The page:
The grant or refusal of a change of venue is within the sound discretion of the trial court, which is in the best position to assess the community feeling, and it will not be disturbed absent an abuse of discretion. Commonwealth v. Tedford, 523 Pa. 305, 321, 567 A.2d 610, 618 (1989); Commonwealth v. Buehl, 510 Pa. 363, 508 A.2d 1167 (1986). In Commonwealth v. Kichline, 468 Pa. 265, 274, 361 A.2d 282, 287 (1975), the supreme court stated that "[i]n reviewing the trial court's decision, the only legitimate inquiry is whether any juror formed a fixed opinion of appellant's guilt or innocence as a result of the pre-trial publicity." In Commonwealth v. Casper, 481 Pa. 143, 151-52, 392 A.2d 287, 291-92 (1978), the court stated, "It is clear that the mere existence of pre-trial publicity does not warrant a presumption of prejudice. Similarly, a possibility that the prospective jurors will have formed an opinion based on news accounts will not suffice." Nevertheless, there are times when pretrial publicity is so pervasive and inflammatory that the accused is relieved of establishing actual juror prejudice. Pre-trial prejudice is presumed if: (1) the publicity is sensational, inflammatory, and slanted toward a conviction rather than factual and objective; (2) the publicity reveals the accused's prior record, if any, or if it refers to confessions, admissions, or reenactments of the crime by the accused; and (3) the publicity is derived from police and prosecuting officer reports. Commonwealth v. Pursell, 508 Pa. 212, 221, 495 A.2d 183, 187 (1985) (emphasis added).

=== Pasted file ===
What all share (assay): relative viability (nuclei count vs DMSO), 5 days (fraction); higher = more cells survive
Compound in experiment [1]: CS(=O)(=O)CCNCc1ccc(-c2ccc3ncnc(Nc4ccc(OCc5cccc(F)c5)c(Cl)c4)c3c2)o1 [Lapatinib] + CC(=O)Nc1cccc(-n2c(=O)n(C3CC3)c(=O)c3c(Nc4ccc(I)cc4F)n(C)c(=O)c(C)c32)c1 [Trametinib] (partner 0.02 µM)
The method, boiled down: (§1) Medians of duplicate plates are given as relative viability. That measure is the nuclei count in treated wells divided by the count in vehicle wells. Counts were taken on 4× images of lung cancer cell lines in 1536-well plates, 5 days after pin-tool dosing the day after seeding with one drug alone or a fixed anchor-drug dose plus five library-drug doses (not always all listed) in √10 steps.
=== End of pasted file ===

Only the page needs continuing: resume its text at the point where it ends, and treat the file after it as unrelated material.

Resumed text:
Commonwealth v. Patterson, 392 Pa.Super. 331, 349-50, 572 A.2d 1258, 1268 (1990). In the present case, our examination of the record reveals that the alleged pretrial publicity, which *37 consisted of several newspaper articles, was not included in the record. Accordingly, we find that appellant's challenge to the denial of his venue request has been waived. See Commonwealth v. Patterson, supra. Moreover, we note that even if the challenge were reviewable, we would find it devoid of merit.